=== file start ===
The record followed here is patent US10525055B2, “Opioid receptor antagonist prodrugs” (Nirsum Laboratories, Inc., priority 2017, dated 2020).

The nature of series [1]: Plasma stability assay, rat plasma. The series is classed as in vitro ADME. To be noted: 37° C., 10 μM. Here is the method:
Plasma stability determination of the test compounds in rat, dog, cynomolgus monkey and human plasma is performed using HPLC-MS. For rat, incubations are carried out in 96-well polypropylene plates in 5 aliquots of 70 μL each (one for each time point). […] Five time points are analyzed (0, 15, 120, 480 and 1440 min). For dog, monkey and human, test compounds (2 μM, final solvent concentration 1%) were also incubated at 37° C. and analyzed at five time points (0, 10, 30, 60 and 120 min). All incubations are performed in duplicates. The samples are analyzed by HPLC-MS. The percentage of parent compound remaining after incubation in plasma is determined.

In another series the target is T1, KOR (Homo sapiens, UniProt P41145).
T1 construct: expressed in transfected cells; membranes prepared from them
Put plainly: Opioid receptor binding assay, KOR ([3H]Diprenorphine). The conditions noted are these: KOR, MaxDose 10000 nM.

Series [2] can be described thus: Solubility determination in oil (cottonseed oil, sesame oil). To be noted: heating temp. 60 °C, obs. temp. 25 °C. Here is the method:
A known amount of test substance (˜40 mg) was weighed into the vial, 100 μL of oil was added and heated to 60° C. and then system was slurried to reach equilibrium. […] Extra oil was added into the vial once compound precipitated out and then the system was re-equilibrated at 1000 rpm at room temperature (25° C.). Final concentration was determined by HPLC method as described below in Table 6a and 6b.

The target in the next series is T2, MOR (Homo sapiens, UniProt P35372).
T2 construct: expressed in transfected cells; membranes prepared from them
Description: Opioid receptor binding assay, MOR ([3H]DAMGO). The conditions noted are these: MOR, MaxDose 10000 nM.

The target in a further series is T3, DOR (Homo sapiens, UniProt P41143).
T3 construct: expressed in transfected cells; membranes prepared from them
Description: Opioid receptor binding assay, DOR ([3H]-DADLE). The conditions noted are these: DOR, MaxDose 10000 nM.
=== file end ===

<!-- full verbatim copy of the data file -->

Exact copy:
The record followed here is patent US10525055B2, “Opioid receptor antagonist prodrugs” (Nirsum Laboratories, Inc., priority 2017, dated 2020).

The nature of series [1]: Plasma stability assay, rat plasma. The series is classed as in vitro ADME. To be noted: 37° C., 10 μM. Here is the method:
Plasma stability determination of the test compounds in rat, dog, cynomolgus monkey and human plasma is performed using HPLC-MS. For rat, incubations are carried out in 96-well polypropylene plates in 5 aliquots of 70 μL each (one for each time point). […] Five time points are analyzed (0, 15, 120, 480 and 1440 min). For dog, monkey and human, test compounds (2 μM, final solvent concentration 1%) were also incubated at 37° C. and analyzed at five time points (0, 10, 30, 60 and 120 min). All incubations are performed in duplicates. The samples are analyzed by HPLC-MS. The percentage of parent compound remaining after incubation in plasma is determined.

In another series the target is T1, KOR (Homo sapiens, UniProt P41145).
T1 construct: expressed in transfected cells; membranes prepared from them
Put plainly: Opioid receptor binding assay, KOR ([3H]Diprenorphine). The conditions noted are these: KOR, MaxDose 10000 nM.

Series [2] can be described thus: Solubility determination in oil (cottonseed oil, sesame oil). To be noted: heating temp. 60 °C, obs. temp. 25 °C. Here is the method:
A known amount of test substance (˜40 mg) was weighed into the vial, 100 μL of oil was added and heated to 60° C. and then system was slurried to reach equilibrium. […] Extra oil was added into the vial once compound precipitated out and then the system was re-equilibrated at 1000 rpm at room temperature (25° C.). Final concentration was determined by HPLC method as described below in Table 6a and 6b.

The target in the next series is T2, MOR (Homo sapiens, UniProt P35372).
T2 construct: expressed in transfected cells; membranes prepared from them
Description: Opioid receptor binding assay, MOR ([3H]DAMGO). The conditions noted are these: MOR, MaxDose 10000 nM.

The target in a further series is T3, DOR (Homo sapiens, UniProt P41143).
T3 construct: expressed in transfected cells; membranes prepared from them
Description: Opioid receptor binding assay, DOR ([3H]-DADLE). The conditions noted are these: DOR, MaxDose 10000 nM.